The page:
US envoy to Kuwait makes dog remark

Deborah Jones is criticised by members of parliament after comparing them to dogs in a briefing in Washington.

Deborah Jones, the United States ambassador to Kuwait, with Massouma al-Mubarak, a Kuwaiti member of parliament.
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KUWAIT CITY // The US ambassador to Kuwait, Deborah Jones, has been criticised by some male members of parliament this week after she likened them to dogs in a briefing to the Middle East Institute in Washington last month. A member of the parliamentary foreign affairs committee, Mubarak al Khurainij, has urged the committee chairman, Marzouq al Ghanim, to talk to the deputy prime minister and foreign minister, Mohammed al Sabah al Salem al Sabah, to learn exactly what the ambassador meant by her remarks and explain the foreign ministry's stance on the issue, Mr al Khurainij said in a press release yesterday.

Other MPs have complained about being compared to dogs. One Islamist MP, Mohammed al Hayef, is reported to have asked the government to expel Ms Jones. The ambassador has served in Kuwait since April 2008, after leaving the post of principal officer at the US consulate general in Istanbul. Since joining the US state department in 1982, her overseas appointments have included the UAE, Ethiopia, Iraq, Argentina and Syria.

The speaker of parliament, Jassem al Kharafi, defended Ms Jones on Sunday. He said, given his "knowledge of her", there was confusion and misunderstanding over the remark. He said she would not say anything to threaten bilateral relations between the two countries and her comments were "misrepresented". He said an apology from the US Embassy would only be required had an offence in fact occurred.

The US Embassy here declined to comment on the controversy, which has been on the front pages of newspapers in Kuwait, a close US ally. In Ms Jones's speech, called A Briefing on Kuwait and Gulf Affairs, she spoke about the four women who were this year the first female politicians to be elected to the Kuwaiti parliament. She said some of her Kuwaiti colleagues "refer to them as the four cats and I said does that mean the remainder are dogs in the parliament? I don't know, because otherwise I don't know what else unifies them but their chromosomal make-up."

The line was delivered in a jovial tone and some members of the audience laughed. Ms Jones also said Kuwait's democracy was "fascinating" and spoke about the political wrangling in the national assembly that had led to several dissolutions of parliament and resignations of the cabinet in recent years. "What we have seen is a lot of very clever manoeuvring by the leadership to get around some of the problems they've been having and, in fact, we have seen some progress with this new parliament that was just voted in," she said. "The one you all know because famously, or infamously, it has four US-educated women, all PhD holders from American institutions."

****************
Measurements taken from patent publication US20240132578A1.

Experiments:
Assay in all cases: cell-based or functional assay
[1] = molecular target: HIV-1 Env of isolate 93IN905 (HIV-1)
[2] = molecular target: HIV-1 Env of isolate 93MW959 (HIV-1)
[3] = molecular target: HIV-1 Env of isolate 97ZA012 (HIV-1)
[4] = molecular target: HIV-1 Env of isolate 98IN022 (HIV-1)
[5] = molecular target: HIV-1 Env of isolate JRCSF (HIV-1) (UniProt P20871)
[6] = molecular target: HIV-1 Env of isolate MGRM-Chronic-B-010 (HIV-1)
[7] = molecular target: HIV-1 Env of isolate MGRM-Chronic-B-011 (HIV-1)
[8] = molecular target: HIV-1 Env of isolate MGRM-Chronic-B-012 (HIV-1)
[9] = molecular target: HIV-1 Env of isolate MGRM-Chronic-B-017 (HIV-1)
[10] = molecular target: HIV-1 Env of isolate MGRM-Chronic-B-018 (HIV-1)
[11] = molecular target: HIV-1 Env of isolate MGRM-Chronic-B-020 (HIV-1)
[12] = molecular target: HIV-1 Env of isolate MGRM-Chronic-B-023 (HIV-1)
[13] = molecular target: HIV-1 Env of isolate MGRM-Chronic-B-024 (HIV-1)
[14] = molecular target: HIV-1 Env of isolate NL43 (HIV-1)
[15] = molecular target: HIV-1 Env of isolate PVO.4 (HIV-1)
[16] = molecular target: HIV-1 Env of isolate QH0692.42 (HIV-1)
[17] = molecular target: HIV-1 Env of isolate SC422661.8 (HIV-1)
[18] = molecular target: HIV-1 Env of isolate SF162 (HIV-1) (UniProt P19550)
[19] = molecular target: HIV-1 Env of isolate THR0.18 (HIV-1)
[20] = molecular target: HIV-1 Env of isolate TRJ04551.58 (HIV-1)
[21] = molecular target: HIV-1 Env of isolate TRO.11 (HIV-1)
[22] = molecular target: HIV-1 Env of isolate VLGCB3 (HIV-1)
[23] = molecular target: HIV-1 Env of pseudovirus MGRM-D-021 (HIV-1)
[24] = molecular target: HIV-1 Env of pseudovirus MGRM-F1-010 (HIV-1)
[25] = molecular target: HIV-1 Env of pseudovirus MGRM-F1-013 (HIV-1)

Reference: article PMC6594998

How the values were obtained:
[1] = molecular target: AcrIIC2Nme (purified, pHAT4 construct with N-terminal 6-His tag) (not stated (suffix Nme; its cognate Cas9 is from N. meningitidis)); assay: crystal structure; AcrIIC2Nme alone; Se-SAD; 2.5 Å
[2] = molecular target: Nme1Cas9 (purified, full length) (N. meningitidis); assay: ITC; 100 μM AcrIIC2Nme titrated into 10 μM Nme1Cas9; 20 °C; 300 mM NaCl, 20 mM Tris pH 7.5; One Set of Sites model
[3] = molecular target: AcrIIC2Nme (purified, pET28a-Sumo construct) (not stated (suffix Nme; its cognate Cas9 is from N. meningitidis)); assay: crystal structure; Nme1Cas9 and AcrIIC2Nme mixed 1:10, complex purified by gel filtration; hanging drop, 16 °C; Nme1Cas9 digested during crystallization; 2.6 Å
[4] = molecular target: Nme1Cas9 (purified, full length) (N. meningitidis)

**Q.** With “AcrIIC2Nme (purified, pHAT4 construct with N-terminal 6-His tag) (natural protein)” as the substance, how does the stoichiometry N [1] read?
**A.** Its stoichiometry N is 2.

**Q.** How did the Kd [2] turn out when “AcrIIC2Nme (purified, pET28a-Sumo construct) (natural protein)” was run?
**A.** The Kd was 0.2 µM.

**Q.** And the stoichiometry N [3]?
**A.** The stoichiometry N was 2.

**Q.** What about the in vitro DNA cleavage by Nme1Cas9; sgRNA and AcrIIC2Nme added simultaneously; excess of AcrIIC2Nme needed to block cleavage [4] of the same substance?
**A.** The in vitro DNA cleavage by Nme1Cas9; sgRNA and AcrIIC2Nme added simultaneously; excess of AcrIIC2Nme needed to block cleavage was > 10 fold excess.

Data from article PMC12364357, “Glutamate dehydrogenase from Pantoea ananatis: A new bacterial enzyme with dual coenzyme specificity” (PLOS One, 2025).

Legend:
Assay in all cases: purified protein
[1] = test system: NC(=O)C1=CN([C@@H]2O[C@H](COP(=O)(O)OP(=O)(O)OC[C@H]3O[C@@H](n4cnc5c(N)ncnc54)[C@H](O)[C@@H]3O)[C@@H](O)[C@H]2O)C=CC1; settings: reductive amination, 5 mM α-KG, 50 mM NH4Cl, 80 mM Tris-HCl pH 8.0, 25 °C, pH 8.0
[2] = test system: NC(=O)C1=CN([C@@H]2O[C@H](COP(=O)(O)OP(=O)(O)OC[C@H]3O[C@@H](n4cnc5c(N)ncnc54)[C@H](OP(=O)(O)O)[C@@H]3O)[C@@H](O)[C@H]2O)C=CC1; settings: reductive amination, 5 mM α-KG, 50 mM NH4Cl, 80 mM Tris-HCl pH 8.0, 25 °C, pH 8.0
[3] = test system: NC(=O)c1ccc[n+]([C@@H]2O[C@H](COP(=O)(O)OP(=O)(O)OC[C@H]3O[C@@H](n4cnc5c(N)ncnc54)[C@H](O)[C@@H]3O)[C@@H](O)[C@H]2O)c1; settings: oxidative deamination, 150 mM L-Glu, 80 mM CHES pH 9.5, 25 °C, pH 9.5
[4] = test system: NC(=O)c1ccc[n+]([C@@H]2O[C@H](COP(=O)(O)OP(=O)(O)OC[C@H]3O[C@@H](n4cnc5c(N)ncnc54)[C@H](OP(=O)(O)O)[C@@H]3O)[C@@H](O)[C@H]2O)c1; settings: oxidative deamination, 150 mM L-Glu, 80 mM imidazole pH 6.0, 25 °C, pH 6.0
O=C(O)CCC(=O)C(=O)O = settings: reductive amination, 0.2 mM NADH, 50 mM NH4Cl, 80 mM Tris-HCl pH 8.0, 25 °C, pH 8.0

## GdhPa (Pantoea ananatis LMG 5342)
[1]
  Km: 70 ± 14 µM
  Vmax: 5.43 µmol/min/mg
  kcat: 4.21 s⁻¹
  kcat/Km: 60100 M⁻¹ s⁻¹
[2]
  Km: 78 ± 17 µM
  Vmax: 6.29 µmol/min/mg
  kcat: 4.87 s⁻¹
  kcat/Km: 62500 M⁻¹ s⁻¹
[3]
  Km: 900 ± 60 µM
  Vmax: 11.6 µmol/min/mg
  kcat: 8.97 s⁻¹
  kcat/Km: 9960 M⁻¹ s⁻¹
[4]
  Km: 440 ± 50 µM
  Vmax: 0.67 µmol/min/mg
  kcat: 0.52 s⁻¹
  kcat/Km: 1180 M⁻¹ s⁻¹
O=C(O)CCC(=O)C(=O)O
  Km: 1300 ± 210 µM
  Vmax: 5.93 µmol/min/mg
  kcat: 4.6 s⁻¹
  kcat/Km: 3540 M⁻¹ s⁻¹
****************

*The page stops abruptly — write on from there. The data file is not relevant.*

At Kuwait's Grand Mosque, where tens of thousands of Muslims go every night during Ramadan to pray on temporary carpets in the building's grand courtyards, there were discussions about the ambassador's speech and how dogs are viewed in Islam. "For religious and cultural reasons, you shouldn't call someone a dog or make them look like a dog. It's like calling someone a pig; that is a disgrace, too," said Mohammed al Meteb, the manager of the Western Perception of Islam Centre. "It's the same in the West: if a man chases a woman they call him a dog.

"Cats and dogs, they fight all the time and that's what she referred to. She didn't mean anything by it but, at the same time, here, they took it as disrespect." Mr al Meteb said he believed she did not mean to be offensive by her speech but that she should explain her point of view, nonetheless. Ahmed al Asfour, the manager of the Grand Mosque, explained Islam's perception of animals. He said there was an Islamic story about a prostitute who lived without doing many good deeds, but on one occasion, she found a dog in the desert and gave it water. The Prophet Mohammed said the woman went to heaven for that reason, he said.

Another woman who prayed all the time but did not feed her cat until it eventually died of starvation went to hell, Mr al Asfour said. "It shows that the mercy of humans toward animals is important." But in Islam the dog's saliva is considered unclean, he said, and if it gets on someone's skin, they need to wash it seven times with sand and once with water. Also, dogs should not be kept in the home.

Mr al Meteb explained why: "The Angel Gabriel came to the Prophet Mohammed every once in a while, and then he stopped coming. The Prophet Mohammed wondered why and thought God might be mad at him. Then he found a puppy under his bed and he realised: if it's a place where there's a dog, the angels won't enter the house." If one says that someone is as devious as a fox, some people think that means he is clever and others might think that means he is sneaky, Mr al Asfour said. "When you choose your words, especially with animals, then you have to be careful."